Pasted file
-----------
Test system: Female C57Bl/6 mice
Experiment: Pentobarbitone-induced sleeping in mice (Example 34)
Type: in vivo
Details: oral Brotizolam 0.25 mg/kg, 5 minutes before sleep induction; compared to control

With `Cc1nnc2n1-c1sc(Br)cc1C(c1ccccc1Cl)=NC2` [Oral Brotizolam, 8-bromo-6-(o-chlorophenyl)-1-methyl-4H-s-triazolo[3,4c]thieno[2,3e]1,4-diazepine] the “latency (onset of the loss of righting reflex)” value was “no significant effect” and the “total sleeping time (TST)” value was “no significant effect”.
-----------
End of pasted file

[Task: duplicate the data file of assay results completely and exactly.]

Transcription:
Test system: Female C57Bl/6 mice
Experiment: Pentobarbitone-induced sleeping in mice (Example 34)
Type: in vivo
Details: oral Brotizolam 0.25 mg/kg, 5 minutes before sleep induction; compared to control

With `Cc1nnc2n1-c1sc(Br)cc1C(c1ccccc1Cl)=NC2` [Oral Brotizolam, 8-bromo-6-(o-chlorophenyl)-1-methyl-4H-s-triazolo[3,4c]thieno[2,3e]1,4-diazepine] the “latency (onset of the loss of righting reflex)” value was “no significant effect” and the “total sleeping time (TST)” value was “no significant effect”.